St. Amant — Sibling rivalry has come to the volleyball court in Gatorland.
St. Amant High School varsity volleyball coach Allison Leake knew when the teams were picked that she would have five sets of sisters on the school’s three — freshman, junior varsity and varsity — volleyball teams this season, but it wasn’t until the first game that she realized “that caused a whole new dynamic on the team.”
“With two sets of sisters on the court during the varsity games, I noticed the chemistry was off,” Leake said. “It took me a while to realize that it was a sister thing.”
Leake, the daughter of a longtime high school volleyball coach, said she’s never heard of any school dealing with five sets of siblings playing the same sport at the same time.
“Yeah, it’s rare, very rare,” Leake said.
Sisters Alli and Maggie Duplechein and Kara and Kourtney Gremillion agreed that having your sister on the court changes things.
“No one can talk to you like your sister,” Maggie Duplechein said.
Maggie, a sophomore on the varsity team, was excited when she made the team and knew she would be playing with her older sister.
However, the siblings agreed that things have been a bit rough at times.
If one makes a mistake, the other sister is more likely to “let her know about it than other players,” Leake said.
Leake said there have been some angry looks and tense exchanges on the court.
The Gremillion sisters said that while they really aren’t jealous of each other, there has been some tension.
“I just have to say ‘stop,’ ” Kourtney Gremillion, a junior and the younger of the sisters, said of her reaction to her sister’s words on the court.
In addition to the Duplecheins and the Gremillions, Maci and Megan Marchand, Madison and Chloe Anderson and Blair and Baylee Rambin round out the sister squads.
One more twist: Leake’s younger sister, Rae Broussard, coaches the freshman team.
“Yes, I know about the sister thing, but we never played together on the court,” Broussard said.
The sister talk
To deal with the sister dynamic, the coaches had a recent meeting with some of the teens to talk about the difference between being sisters and teammates.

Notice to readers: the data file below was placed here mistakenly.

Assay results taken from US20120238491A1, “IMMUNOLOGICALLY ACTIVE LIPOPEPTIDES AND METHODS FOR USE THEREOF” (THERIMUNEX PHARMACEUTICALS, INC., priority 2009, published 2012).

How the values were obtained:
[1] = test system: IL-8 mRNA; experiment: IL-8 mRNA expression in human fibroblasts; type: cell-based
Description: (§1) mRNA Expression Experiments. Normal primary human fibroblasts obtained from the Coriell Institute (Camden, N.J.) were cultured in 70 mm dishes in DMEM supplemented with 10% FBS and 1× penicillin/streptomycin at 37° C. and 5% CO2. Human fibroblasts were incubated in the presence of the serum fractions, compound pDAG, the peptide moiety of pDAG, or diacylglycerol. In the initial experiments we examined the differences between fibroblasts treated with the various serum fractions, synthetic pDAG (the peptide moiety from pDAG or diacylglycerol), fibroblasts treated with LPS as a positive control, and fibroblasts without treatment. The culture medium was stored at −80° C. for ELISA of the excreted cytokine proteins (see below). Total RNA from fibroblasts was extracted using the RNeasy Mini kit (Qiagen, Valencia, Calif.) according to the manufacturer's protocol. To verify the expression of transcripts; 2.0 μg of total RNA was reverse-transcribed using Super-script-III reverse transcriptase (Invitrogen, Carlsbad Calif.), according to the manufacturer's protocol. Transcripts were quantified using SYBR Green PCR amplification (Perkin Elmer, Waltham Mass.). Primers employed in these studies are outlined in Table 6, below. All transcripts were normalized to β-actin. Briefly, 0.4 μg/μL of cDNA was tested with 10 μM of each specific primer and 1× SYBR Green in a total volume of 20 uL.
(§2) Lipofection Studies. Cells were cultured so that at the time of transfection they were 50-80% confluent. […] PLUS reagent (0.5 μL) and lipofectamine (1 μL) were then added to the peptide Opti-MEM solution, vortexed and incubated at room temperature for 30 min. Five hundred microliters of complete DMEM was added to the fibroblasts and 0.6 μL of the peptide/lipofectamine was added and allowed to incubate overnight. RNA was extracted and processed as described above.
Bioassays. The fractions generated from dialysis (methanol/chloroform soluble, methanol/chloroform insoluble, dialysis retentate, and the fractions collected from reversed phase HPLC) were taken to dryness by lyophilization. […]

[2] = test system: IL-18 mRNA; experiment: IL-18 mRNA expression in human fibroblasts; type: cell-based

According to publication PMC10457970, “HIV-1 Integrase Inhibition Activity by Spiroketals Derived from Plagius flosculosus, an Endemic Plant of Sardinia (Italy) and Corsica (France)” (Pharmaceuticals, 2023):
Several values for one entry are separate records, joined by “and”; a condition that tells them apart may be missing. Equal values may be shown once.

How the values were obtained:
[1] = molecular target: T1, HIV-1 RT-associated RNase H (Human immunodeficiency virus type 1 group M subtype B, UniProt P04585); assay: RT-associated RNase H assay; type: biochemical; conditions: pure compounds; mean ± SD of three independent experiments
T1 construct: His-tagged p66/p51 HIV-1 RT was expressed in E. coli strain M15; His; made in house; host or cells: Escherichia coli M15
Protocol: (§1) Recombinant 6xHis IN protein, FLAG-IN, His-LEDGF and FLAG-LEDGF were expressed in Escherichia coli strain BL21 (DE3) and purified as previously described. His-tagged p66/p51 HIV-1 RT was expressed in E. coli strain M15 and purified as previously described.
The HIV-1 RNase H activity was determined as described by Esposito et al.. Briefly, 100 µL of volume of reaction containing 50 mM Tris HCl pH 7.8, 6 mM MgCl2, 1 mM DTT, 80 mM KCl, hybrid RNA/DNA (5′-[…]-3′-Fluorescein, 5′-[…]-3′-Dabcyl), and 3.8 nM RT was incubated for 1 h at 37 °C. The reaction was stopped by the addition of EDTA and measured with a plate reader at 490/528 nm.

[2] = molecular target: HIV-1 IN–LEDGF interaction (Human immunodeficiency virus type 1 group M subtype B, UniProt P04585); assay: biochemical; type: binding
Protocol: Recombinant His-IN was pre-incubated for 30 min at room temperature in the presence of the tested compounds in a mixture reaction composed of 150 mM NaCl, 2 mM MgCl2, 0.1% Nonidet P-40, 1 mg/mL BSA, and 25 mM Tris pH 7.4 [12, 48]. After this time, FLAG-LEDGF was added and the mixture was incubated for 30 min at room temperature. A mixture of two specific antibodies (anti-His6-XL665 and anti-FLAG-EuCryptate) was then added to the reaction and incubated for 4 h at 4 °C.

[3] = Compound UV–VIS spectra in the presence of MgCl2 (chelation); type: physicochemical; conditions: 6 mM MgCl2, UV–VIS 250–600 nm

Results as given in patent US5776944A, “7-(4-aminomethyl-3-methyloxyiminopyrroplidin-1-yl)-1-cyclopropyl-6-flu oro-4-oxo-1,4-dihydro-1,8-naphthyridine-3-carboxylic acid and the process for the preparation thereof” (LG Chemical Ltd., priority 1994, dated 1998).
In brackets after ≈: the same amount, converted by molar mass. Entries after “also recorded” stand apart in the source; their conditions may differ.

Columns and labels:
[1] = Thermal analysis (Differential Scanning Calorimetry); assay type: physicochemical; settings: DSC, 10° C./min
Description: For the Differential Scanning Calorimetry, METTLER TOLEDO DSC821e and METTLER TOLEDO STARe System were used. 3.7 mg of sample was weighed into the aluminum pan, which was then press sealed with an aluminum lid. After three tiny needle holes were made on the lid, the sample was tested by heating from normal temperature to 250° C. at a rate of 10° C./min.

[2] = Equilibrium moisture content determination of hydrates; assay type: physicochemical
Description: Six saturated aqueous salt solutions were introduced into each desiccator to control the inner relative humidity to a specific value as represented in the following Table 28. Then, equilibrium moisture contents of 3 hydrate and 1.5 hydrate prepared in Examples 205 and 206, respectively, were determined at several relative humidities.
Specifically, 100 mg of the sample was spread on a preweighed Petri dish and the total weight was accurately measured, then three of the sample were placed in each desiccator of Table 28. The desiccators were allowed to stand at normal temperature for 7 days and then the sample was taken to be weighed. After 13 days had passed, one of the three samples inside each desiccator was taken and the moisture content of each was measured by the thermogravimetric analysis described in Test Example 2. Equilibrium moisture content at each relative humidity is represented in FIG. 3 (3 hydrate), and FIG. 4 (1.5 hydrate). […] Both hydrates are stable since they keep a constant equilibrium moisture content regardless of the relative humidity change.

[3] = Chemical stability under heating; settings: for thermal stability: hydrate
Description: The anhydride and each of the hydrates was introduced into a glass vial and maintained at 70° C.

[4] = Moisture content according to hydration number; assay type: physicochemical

“They absolutely love each other, but when a mistake is made, it’s easier to blame a family member than another teammate,” Leake said.
“We talked about respect and the fact that you’re not a sister on the court, but a teammate,” Leake said.
Leake said the girls responded well to the talk and she sees some improvement in their court attitude.
“When everything ticks, it’s like a family barbecue when everyone is happy, but when something goes wrong either on or off the court, it shows up on the court,” Leake said.
Lee Anderson said he’s glad his daughters are playing on separate teams most of the time.
Anderson sat in the stands during a recent freshman game cheering for Chloe.
“Yes, I’m a volleyball dad … and proud of it,” Anderson said.
He said his daughters support each other and are glad to share the volleyball experience. Having to attend two games during each outing does make for long nights.
“I spend a lot time in the gym these days,” Anderson said.
He praised the coaches for their teaching methods and patience with the girls.
Jessica Marchand said she’s become accustomed to dealing with the sister dynamic as her two girls play softball, basketball and volleyball.
“It’s good to know that they have a friend on the team,” Marchand said. “They have a shoulder to lean on — on the court and at home.”
Scott Duplechein said having two daughters on the same team means his family dinner table is dominated by “talk of volleyball, a lot.”
Duplechein, who has a third daughter playing volleyball in middle school, said that when it’s all done, he will have watched his girls play 10 seasons of varsity volleyball.
“We’ve got to deal with the sister thing every day,” he said. “And, for the most part, it’s working.”
The coaches are confident that things are going to click soon and the sister squad will add a closeness that many teams don’t have.
“It’s all going to work, I have confidence in the girls,” Leake said.